What is a Health Care Proxy
One of the legal documents your estate planning lawyer should recommend is a health care proxy. Also known as a medical power of attorney, this is the document that will name a friend or family member to make health care decisions if you are unable to do so.
Can You Specify Treatment Decsisions in a Health Care Proxy?
In some states you can make a living will that specifies what treatment decisions you would make. This can include saying whether or not you want life sustaining treatment and under what circumstances.
Massachusetts does not recognize living wills. Our state law does recognize a health care proxy and doctors will honor the decisions of your health care agent or proxy. It is still a good idea to go through the exercise of thinking about what you would or would not want if you are unable to make decisions. This can serve as a valuable guide to the person you identify as a proxy.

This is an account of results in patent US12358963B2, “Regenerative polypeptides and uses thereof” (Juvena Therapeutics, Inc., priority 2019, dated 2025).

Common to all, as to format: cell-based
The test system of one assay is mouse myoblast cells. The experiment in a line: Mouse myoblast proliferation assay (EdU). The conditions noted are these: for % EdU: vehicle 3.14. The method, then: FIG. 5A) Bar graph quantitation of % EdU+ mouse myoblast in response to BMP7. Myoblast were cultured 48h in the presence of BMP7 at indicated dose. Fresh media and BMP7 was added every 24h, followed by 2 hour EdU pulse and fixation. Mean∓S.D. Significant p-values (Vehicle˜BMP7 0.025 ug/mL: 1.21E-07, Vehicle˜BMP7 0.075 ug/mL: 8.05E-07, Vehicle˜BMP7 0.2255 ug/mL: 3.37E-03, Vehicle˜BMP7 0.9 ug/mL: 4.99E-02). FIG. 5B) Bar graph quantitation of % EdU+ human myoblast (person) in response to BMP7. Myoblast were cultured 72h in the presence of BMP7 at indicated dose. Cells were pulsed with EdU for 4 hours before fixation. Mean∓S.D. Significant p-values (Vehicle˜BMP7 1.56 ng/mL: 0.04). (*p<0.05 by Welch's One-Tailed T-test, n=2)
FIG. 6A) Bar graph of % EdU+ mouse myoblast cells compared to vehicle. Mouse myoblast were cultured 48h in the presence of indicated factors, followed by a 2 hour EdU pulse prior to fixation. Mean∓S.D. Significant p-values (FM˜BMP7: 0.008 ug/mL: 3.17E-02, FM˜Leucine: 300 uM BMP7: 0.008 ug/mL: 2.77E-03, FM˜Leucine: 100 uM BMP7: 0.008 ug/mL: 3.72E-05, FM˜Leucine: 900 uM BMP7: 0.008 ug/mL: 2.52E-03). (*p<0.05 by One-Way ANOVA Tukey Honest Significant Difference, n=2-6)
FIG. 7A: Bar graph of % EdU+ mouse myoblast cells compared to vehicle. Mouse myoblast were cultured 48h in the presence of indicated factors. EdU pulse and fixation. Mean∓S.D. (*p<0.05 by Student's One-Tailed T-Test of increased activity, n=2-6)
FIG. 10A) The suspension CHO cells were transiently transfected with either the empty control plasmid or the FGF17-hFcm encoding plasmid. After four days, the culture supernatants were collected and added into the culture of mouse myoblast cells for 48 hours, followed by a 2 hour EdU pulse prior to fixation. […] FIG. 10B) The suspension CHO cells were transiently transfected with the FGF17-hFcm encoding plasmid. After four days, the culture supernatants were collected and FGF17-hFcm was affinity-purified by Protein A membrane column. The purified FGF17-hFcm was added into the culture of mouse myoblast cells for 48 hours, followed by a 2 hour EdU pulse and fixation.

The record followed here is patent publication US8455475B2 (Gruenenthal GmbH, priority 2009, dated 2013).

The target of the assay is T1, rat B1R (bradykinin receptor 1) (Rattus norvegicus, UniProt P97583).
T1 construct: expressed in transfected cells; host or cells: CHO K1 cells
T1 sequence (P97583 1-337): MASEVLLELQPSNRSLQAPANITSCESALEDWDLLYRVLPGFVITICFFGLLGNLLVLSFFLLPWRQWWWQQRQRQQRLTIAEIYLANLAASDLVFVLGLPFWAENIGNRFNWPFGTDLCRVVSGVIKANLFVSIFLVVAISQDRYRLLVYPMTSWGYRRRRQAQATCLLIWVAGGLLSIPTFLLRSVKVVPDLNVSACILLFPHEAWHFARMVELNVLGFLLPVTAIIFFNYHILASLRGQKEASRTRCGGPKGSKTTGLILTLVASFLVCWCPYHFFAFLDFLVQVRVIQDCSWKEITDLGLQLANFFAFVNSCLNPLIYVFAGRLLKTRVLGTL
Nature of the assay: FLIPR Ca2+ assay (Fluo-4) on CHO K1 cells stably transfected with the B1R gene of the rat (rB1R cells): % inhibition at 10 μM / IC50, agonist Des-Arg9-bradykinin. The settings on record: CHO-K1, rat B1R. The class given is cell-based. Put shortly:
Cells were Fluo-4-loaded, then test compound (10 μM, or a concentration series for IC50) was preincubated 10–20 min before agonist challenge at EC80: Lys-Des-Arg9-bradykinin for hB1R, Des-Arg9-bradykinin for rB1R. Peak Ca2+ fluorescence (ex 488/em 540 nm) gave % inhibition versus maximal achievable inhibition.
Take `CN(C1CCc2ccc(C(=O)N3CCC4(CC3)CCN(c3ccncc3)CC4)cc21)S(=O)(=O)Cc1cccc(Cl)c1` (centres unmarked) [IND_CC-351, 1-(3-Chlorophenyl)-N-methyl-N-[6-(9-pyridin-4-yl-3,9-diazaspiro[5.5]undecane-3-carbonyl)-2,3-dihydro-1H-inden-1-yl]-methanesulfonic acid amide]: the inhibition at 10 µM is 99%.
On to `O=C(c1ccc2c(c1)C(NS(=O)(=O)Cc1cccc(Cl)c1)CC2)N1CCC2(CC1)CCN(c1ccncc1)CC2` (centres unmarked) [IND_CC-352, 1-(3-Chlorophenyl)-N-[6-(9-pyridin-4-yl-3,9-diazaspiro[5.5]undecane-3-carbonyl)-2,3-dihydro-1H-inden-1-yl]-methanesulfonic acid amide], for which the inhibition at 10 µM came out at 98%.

Also, if something happened to you in another state that does recognize living wills, that document could avoid unnecessary or unwanted medical decisions.
Does the Health Care Proxy Authorize Financial Decisions?
A health care proxy does not authorize anyone to make financial decisions on your behalf. If you would like to name someone to do that, you should ask your attorney about either a springing or durable power of attorney.
When Should You Have a Health Care Proxy?
Once you become an adult, you are never too young to consider a health care proxy. Many people think of this as an issue for the elderly or terminally ill. The truth is anyone can be incapacitated by illness or injury, even if it is temporary.
For parents, remember that as soon as your child turns 18 you no longer have the blanket legal authority to make decisions about medical treatment that you did when they were young. It is a good idea to have your young adult fill out and sign a health care proxy document, especially before they go off to college or move out of state. This means if they get sick or are in an accident and are unable to communicate their decisions, you at least know that they have someone trustworthy to do that for them.
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